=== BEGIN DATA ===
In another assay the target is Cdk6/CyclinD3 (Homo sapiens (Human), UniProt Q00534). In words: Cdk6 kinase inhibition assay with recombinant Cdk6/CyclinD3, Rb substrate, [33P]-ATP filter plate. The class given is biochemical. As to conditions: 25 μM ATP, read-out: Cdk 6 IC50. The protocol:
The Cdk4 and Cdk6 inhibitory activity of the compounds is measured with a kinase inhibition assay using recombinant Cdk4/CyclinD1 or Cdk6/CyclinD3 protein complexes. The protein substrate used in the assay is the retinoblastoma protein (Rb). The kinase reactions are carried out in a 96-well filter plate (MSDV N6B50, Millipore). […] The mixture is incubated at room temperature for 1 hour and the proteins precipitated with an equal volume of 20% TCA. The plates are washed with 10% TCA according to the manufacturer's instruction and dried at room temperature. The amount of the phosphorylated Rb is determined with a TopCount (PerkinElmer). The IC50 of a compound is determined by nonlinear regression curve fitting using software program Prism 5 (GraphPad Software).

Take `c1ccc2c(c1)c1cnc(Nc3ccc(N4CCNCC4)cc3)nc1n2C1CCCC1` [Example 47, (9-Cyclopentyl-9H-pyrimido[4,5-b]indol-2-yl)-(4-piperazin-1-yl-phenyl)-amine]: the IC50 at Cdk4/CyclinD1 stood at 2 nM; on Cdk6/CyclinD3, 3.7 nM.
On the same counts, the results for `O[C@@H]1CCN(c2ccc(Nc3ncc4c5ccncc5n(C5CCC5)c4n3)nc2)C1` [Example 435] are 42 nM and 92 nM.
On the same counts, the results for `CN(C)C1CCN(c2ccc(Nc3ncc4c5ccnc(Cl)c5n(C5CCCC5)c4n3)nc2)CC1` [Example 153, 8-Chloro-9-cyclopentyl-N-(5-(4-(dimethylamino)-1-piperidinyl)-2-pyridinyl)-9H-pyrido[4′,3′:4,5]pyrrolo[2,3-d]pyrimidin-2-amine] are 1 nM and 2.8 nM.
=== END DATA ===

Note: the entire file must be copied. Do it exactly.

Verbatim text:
In another assay the target is Cdk6/CyclinD3 (Homo sapiens (Human), UniProt Q00534). In words: Cdk6 kinase inhibition assay with recombinant Cdk6/CyclinD3, Rb substrate, [33P]-ATP filter plate. The class given is biochemical. As to conditions: 25 μM ATP, read-out: Cdk 6 IC50. The protocol:
The Cdk4 and Cdk6 inhibitory activity of the compounds is measured with a kinase inhibition assay using recombinant Cdk4/CyclinD1 or Cdk6/CyclinD3 protein complexes. The protein substrate used in the assay is the retinoblastoma protein (Rb). The kinase reactions are carried out in a 96-well filter plate (MSDV N6B50, Millipore). […] The mixture is incubated at room temperature for 1 hour and the proteins precipitated with an equal volume of 20% TCA. The plates are washed with 10% TCA according to the manufacturer's instruction and dried at room temperature. The amount of the phosphorylated Rb is determined with a TopCount (PerkinElmer). The IC50 of a compound is determined by nonlinear regression curve fitting using software program Prism 5 (GraphPad Software).

Take `c1ccc2c(c1)c1cnc(Nc3ccc(N4CCNCC4)cc3)nc1n2C1CCCC1` [Example 47, (9-Cyclopentyl-9H-pyrimido[4,5-b]indol-2-yl)-(4-piperazin-1-yl-phenyl)-amine]: the IC50 at Cdk4/CyclinD1 stood at 2 nM; on Cdk6/CyclinD3, 3.7 nM.
On the same counts, the results for `O[C@@H]1CCN(c2ccc(Nc3ncc4c5ccncc5n(C5CCC5)c4n3)nc2)C1` [Example 435] are 42 nM and 92 nM.
On the same counts, the results for `CN(C)C1CCN(c2ccc(Nc3ncc4c5ccnc(Cl)c5n(C5CCCC5)c4n3)nc2)CC1` [Example 153, 8-Chloro-9-cyclopentyl-N-(5-(4-(dimethylamino)-1-piperidinyl)-2-pyridinyl)-9H-pyrido[4′,3′:4,5]pyrrolo[2,3-d]pyrimidin-2-amine] are 1 nM and 2.8 nM.